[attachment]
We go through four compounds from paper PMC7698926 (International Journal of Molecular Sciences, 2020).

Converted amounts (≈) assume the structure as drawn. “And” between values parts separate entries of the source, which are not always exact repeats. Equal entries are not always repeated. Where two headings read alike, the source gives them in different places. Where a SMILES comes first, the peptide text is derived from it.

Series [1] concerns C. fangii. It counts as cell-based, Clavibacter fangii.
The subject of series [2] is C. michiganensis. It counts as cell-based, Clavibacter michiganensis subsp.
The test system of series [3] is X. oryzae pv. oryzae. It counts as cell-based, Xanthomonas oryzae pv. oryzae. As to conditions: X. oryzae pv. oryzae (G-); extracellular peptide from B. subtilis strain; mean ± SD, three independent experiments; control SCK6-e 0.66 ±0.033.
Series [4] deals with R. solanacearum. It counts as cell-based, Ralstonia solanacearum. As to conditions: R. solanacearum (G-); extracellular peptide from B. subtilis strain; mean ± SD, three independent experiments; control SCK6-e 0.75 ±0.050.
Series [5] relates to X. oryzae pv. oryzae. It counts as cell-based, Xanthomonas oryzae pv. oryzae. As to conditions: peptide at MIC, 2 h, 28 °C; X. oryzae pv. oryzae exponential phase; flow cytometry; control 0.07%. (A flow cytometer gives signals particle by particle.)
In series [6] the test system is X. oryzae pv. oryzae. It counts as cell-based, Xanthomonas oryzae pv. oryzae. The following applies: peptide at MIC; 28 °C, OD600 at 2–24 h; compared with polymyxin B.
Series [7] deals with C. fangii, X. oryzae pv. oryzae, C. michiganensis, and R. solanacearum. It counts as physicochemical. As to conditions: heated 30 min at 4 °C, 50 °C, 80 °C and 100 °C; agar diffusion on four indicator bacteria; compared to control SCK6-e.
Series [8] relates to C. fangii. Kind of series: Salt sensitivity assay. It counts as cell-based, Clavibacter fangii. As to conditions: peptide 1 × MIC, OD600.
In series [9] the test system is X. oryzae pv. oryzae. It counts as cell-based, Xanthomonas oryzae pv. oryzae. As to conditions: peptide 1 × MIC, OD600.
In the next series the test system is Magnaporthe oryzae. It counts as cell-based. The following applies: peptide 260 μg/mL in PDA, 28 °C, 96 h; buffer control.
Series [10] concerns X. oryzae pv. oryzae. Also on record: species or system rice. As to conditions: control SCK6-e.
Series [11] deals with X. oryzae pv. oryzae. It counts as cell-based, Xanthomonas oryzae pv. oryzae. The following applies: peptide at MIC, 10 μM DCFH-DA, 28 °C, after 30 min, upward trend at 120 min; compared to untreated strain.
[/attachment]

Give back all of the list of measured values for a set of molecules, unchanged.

We go through four compounds from paper PMC7698926 (International Journal of Molecular Sciences, 2020).

Converted amounts (≈) assume the structure as drawn. “And” between values parts separate entries of the source, which are not always exact repeats. Equal entries are not always repeated. Where two headings read alike, the source gives them in different places. Where a SMILES comes first, the peptide text is derived from it.

Series [1] concerns C. fangii. It counts as cell-based, Clavibacter fangii.
The subject of series [2] is C. michiganensis. It counts as cell-based, Clavibacter michiganensis subsp.
The test system of series [3] is X. oryzae pv. oryzae. It counts as cell-based, Xanthomonas oryzae pv. oryzae. As to conditions: X. oryzae pv. oryzae (G-); extracellular peptide from B. subtilis strain; mean ± SD, three independent experiments; control SCK6-e 0.66 ±0.033.
Series [4] deals with R. solanacearum. It counts as cell-based, Ralstonia solanacearum. As to conditions: R. solanacearum (G-); extracellular peptide from B. subtilis strain; mean ± SD, three independent experiments; control SCK6-e 0.75 ±0.050.
Series [5] relates to X. oryzae pv. oryzae. It counts as cell-based, Xanthomonas oryzae pv. oryzae. As to conditions: peptide at MIC, 2 h, 28 °C; X. oryzae pv. oryzae exponential phase; flow cytometry; control 0.07%. (A flow cytometer gives signals particle by particle.)
In series [6] the test system is X. oryzae pv. oryzae. It counts as cell-based, Xanthomonas oryzae pv. oryzae. The following applies: peptide at MIC; 28 °C, OD600 at 2–24 h; compared with polymyxin B.
Series [7] deals with C. fangii, X. oryzae pv. oryzae, C. michiganensis, and R. solanacearum. It counts as physicochemical. As to conditions: heated 30 min at 4 °C, 50 °C, 80 °C and 100 °C; agar diffusion on four indicator bacteria; compared to control SCK6-e.
Series [8] relates to C. fangii. Kind of series: Salt sensitivity assay. It counts as cell-based, Clavibacter fangii. As to conditions: peptide 1 × MIC, OD600.
In series [9] the test system is X. oryzae pv. oryzae. It counts as cell-based, Xanthomonas oryzae pv. oryzae. As to conditions: peptide 1 × MIC, OD600.
In the next series the test system is Magnaporthe oryzae. It counts as cell-based. The following applies: peptide 260 μg/mL in PDA, 28 °C, 96 h; buffer control.
Series [10] concerns X. oryzae pv. oryzae. Also on record: species or system rice. As to conditions: control SCK6-e.
Series [11] deals with X. oryzae pv. oryzae. It counts as cell-based, Xanthomonas oryzae pv. oryzae. The following applies: peptide at MIC, 10 μM DCFH-DA, 28 °C, after 30 min, upward trend at 120 min; compared to untreated strain.